The #hajj, as a social phenomena, represents the most accurate sample data of the state of the global Muslim community. During this hajj trip we saw and heard of a number funny incidents, sad incidents or just very strange incidents. I thought I’d share some stories here.
A friend in my hajj group mentioned that he saw a person pull down his pants in the middle of the street, squat, and calmly proceeded to defecate. Then when he'she’d finished. he pulled up his pants and walked away. My friend is still scarred by this incident.
When traveling from my motel to jamarat. I tried to catch one of the scheduled frequent busses that drive up the mountain where I needed to go. Unfortunately there were too many people and not enough buses, out of the 4 times I was going up and down the mountain, 3 times I ended up walking the 40 minute steep Hill incline rather that fight my way through the hundreds of other pilgrims attacking the bus like a scene from World War Z.
It was drilled into us from early on that the journey of hajj was going to be very tough, not just because of the physical, hygienic and weather challenges, but also as pilgrims we were not allowed to argue, to get into trouble or any form of corruption. So as hard as it got, many of us bit our tongues, kept our heads down, and moved on. The best way to deal with being pushed and shoved during the busy rituals, or with being made to wait for 5 to 12 hours in the saudi sun, or any other issue was to view the whole thing from a bird’s eye view, as if you’re watching a documentary. It actually works if you focus hard enough
Another friend had the ultimate chain of challenges happen to him all at once. When he’d arrived to mecca for the first time and was doing his umra tawaf.
During the heat of the day, the great crush of people and the fatigue of travel, he felt a sharp pain in his back, he turned around to find another pilgrim trying to cut (and steal) his money belt. Once their eyes met, the thief apologized and just moved on to try and steal from another pilgrim!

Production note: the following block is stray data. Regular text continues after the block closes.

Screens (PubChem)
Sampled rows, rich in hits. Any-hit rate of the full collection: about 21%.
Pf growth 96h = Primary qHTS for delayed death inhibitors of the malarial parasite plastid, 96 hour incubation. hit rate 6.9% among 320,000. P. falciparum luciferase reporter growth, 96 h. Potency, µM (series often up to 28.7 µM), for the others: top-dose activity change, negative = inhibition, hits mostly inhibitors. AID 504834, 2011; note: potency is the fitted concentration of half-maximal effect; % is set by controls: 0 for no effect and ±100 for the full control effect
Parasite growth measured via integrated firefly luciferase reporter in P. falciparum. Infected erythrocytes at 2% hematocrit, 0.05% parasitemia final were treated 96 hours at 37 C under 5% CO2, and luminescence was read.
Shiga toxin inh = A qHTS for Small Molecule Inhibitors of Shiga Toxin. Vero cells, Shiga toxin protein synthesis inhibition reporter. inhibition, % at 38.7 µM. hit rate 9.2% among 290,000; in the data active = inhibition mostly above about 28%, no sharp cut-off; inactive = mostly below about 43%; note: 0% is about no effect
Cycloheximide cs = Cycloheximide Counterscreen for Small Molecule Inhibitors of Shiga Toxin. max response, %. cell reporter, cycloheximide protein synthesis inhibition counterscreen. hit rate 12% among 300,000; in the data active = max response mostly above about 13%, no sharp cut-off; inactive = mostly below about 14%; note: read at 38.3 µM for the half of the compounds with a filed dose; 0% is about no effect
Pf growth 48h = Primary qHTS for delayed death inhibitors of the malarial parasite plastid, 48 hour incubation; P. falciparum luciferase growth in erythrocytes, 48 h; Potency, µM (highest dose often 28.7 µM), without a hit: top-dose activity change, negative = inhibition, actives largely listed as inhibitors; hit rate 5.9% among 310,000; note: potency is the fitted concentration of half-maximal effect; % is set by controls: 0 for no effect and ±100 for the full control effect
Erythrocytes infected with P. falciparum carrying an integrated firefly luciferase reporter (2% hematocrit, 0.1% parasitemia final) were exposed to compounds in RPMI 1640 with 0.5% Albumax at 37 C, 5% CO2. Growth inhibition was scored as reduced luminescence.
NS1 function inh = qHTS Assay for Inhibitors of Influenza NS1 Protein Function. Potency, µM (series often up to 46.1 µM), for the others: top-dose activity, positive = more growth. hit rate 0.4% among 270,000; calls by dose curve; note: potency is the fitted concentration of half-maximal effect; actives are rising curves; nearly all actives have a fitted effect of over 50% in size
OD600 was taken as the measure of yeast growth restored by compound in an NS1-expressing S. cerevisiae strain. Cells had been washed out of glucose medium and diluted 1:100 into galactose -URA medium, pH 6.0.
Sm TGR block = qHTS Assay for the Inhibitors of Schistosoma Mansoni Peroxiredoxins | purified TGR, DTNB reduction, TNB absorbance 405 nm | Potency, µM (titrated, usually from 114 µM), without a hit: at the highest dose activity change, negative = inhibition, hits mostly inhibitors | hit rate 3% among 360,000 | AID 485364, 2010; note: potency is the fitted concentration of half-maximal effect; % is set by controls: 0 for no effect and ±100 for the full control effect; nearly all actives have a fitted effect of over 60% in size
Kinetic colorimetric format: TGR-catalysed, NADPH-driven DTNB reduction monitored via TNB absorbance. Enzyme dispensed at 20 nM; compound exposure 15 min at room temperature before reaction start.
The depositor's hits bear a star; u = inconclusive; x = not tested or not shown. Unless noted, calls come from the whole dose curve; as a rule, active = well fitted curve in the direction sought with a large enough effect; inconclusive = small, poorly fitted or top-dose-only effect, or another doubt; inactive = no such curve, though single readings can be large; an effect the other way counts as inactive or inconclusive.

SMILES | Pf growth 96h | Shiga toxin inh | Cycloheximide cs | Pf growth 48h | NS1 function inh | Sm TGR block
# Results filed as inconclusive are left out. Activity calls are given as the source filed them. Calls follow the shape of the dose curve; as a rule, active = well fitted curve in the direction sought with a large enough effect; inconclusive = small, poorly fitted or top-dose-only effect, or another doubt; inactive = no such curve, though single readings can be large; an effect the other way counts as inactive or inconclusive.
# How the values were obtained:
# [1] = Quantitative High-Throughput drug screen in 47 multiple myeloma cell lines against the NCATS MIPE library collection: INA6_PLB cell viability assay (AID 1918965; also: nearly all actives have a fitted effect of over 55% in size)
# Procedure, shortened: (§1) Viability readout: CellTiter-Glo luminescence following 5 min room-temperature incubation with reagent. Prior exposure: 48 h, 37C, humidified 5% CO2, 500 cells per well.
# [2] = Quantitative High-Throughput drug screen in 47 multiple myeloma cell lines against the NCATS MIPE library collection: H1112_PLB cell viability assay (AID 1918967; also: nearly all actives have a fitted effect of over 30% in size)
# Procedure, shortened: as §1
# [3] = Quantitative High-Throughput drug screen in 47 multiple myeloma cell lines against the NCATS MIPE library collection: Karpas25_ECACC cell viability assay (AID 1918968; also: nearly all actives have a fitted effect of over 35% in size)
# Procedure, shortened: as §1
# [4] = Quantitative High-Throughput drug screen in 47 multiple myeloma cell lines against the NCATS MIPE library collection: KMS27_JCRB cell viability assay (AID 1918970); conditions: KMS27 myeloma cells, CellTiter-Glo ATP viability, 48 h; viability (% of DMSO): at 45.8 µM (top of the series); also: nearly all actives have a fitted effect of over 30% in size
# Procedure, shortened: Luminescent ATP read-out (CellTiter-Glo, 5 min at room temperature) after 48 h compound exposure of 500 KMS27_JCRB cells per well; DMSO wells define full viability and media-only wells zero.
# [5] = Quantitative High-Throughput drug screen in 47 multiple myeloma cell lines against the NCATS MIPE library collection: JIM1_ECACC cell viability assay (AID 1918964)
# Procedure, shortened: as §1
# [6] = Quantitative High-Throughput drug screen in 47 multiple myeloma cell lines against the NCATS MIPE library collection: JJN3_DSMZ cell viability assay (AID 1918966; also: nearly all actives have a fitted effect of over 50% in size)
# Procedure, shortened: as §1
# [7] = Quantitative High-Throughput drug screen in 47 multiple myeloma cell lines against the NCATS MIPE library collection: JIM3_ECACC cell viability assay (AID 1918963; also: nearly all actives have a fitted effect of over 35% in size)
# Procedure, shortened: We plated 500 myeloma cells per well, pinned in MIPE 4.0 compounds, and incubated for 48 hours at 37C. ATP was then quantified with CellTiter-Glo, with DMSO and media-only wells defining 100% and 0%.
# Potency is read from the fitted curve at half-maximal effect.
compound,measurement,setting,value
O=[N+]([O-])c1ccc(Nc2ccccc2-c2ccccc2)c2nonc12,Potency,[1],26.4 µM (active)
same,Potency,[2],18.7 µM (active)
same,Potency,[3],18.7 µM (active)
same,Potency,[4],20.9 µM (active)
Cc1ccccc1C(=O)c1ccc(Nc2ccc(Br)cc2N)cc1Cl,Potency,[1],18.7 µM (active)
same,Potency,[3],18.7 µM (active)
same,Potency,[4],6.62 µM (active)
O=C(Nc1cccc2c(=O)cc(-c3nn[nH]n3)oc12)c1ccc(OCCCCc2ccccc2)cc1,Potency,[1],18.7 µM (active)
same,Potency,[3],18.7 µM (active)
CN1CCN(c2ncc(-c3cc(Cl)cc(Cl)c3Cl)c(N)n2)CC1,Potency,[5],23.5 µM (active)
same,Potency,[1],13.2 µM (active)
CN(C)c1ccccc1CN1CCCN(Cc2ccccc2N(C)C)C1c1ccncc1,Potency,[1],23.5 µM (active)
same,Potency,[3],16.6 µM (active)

By cutting the belt, the bottom cloth bit (usually worn like a sarong) came untied, so my friend couldn’t move anywhere because he was wearing nothing underneath! So had to to shuffle his way most awkwardly out of the scrum of people.
And of course to complete the trifecta, a bird pooped on his shoulder, so the poor guy had to go back to his hotel, wash (with water only, since he was in ihram he could not use soap) and come back to make tawaf all over again. It was a good day for him all up.
Another interesting phenomenon about the hajj was the number of beggars. Most notably the Kashmiris; Indians claiming to be from Kashmir who go from tent to tent, from hotel to hotel, either asking donations for schools or orphanages, OR just cry on cue and hope for some cash thusly. Everybody knows it’s a sham so nobody (from our group at least) gives them any money.
There are also the African beggars on the streets, from old niqabi ladies to 7 year old boys or girls. They are everywhere, it seems to be a hajj season thing because they don’t seem to appear otherwise.
There were several more similar stories that are funny, sad, disgusting and sometimes plain weird. They point to the clear variance in the levels of education, wealth, and allowed dignity.